The front-row view of the empty Ensemble Theatre is no sight to see. On an offseason summer afternoon, the stage is stripped bare, a hose and curtain weights scattered around. The floorboards are warped, after-effects of rain from last season’s production of Outside Mullingar, and from the seats you can see all the way to the back wall, the bones of this 111-year-old building on full display. But it’s all still here.
For more than a quarter century, 1127 Vine St. has been Ensemble’s home. As Producing Artistic Director D. Lynn Meyers and Managing Director Rick Diehl sit up front and glance around the empty stage, they relive the story of the unlikely, circuitous route that has kept them here, in the heart of Over-the-Rhine, after all these years. Ensemble Theatre began three decades ago, in 1986, producing out of the dilapidated Memorial Hall for a couple of years before moving to Vine. But by the time Diehl and Meyers arrived, both during the 1996–1997 season, things weren’t looking good. The business was a million dollars in debt and in the midst of staff layoffs, with Diehl, Meyers, and technical director Kevin Murphy forced to play Dr. Kevorkian and decide if the place was salvageable. “Honestly, all we did that first summer was open bills and categorize them,” says Meyers.
The biggest thing going for them was a building. In 1988, board members Ruth Sawyer and Mary Taft Mahler saw possibilities in the ponderous edifice with thick columns on a scary block of Vine Street, eventually gifting it to ETC. “They could have bought down on Fourth Street, they could have bought anywhere—but they bought on Vine Street where there was nothing but a pawn shop and a crack house,” says Meyers. The location would eventually be their salvation, but first it was their ball and chain, a deadbolt on their escape route.
Few were buying real estate in OTR in the late ’90s and early ’00s, stymying any attempts to flee the community. Meyers used to pay a drug dealer who worked the block with a case of Heineken every Friday at 5 o’clock, ensuring that he wouldn’t sell from a half-hour before until a half-hour after shows. “For three years he never broke his word,” she says. “Then one day he was just gone. And I didn’t go looking for him.”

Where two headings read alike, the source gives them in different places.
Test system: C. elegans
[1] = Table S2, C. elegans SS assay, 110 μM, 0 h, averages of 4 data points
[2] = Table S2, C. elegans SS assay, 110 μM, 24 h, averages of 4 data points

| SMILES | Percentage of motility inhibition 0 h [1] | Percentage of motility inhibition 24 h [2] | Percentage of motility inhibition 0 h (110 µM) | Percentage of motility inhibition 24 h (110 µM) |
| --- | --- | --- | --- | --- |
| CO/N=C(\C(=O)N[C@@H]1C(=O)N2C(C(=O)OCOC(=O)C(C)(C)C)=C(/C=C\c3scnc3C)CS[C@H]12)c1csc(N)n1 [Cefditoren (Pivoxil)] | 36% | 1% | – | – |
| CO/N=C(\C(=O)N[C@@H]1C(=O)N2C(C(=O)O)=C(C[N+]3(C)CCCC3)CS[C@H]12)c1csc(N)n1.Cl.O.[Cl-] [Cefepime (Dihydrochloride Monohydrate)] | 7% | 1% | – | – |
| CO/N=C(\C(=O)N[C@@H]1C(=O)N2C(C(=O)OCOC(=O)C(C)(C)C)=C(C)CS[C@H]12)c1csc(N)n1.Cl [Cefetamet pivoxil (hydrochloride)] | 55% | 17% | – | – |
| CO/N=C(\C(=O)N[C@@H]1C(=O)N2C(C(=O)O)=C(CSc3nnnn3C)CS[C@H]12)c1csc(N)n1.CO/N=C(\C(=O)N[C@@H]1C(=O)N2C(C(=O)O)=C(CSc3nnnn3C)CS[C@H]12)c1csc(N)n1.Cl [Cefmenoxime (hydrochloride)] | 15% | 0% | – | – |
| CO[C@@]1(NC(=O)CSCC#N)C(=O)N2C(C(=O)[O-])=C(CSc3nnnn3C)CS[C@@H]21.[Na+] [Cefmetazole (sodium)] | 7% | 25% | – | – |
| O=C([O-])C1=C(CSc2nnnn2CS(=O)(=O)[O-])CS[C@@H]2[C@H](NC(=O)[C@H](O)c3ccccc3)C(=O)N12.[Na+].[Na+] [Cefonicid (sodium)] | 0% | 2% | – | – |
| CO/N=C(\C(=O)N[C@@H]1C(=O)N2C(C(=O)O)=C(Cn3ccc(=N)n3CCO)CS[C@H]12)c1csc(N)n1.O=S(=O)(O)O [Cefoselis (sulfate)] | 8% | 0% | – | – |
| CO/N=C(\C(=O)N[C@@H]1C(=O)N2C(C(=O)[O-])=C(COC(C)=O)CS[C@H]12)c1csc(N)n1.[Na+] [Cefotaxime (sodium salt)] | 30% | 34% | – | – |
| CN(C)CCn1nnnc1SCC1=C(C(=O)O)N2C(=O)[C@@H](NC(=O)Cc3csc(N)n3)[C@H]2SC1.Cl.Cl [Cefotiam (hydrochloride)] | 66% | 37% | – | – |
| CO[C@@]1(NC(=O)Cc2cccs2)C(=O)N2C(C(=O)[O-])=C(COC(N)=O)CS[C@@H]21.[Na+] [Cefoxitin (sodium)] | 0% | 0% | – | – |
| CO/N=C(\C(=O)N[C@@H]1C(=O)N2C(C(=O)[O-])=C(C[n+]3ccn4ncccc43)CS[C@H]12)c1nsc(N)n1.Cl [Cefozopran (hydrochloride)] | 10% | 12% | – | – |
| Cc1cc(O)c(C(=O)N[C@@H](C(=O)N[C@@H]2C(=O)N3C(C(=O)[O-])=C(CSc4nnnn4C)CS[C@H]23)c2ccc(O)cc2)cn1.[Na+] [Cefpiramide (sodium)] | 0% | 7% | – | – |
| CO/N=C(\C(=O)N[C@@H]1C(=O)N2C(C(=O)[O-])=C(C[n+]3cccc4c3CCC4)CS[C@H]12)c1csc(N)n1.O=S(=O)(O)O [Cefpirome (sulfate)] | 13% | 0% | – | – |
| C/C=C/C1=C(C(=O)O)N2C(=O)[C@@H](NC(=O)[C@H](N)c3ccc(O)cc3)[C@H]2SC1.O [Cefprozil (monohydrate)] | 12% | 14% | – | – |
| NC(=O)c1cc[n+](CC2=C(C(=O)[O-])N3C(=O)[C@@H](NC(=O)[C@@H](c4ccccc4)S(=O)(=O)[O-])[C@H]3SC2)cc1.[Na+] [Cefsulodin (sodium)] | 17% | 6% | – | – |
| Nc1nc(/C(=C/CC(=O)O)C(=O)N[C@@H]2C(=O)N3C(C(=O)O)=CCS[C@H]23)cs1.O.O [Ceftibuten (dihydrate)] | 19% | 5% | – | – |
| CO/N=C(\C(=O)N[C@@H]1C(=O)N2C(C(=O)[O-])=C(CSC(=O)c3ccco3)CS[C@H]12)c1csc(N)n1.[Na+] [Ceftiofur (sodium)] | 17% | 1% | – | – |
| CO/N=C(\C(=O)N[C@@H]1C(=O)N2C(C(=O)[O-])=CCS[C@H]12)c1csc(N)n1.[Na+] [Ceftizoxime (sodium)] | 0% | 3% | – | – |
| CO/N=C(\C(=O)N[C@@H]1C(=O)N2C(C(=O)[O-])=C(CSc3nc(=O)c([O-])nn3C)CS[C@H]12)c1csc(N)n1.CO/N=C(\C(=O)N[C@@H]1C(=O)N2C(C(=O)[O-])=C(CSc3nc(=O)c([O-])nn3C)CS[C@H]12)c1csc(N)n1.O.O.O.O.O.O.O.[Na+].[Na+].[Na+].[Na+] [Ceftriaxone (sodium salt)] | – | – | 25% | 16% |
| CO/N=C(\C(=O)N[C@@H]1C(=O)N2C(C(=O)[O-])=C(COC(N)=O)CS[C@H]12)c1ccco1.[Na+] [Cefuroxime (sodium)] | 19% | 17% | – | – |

“They day they put the ATM across the street from us, that was one of the only days I can remember crying,” says D. Lynn Meyers. “You can’t cry much in this job.”
During the rioting of 2001, they were ordered to evacuate, boarding up the windows on their way out. CNN parked its cameras in front of the building, and Ensemble Theatre became a national image of an imploding Cincinnati. The theater almost didn’t recover, with more and more people staying away from the area, even after the unrest. If not for a kickass production of Hedwig and the Angry Inch that summer bringing them back from the edge, they may have gone under. Instead they survived, and they stayed. The same happened after a messy board split in 2004, when a majority decided to remain in OTR as opposed to moving to Covington. Eventually, it paid off. “We were in this neighborhood that was exploding, reinventing itself, and we had a rare opportunity to grow with the place,” says Meyers.
The 30th anniversary season of 2015–2016 is a celebration of that resolve, with a diverse lineup that theatergoers have come to expect: an ambitious holiday musical (Cinderella); bold new work brought to town after playing New York City (George Brant’s Grounded); and themes ripped from the headlines (drone warfare in Grounded, sexual abuse and drug addiction in Luna Gale). And as board member and longtime supporter Otto Budig notes, roughly 80 percent of subscribers to this year’s season signed on before they even knew the schedule. “That is a remarkable testament to the Ensemble Theatre and its place in the city, but also to the respect we all have for Lynn Meyers,” he says.
Meanwhile, Meyers is now standing at the front door, looking out at the bustling foot traffic on a block of Vine Street that was once no-man’s land. “I can’t believe we sell tickets with walk-up business now,” she says. “That’s so cool.”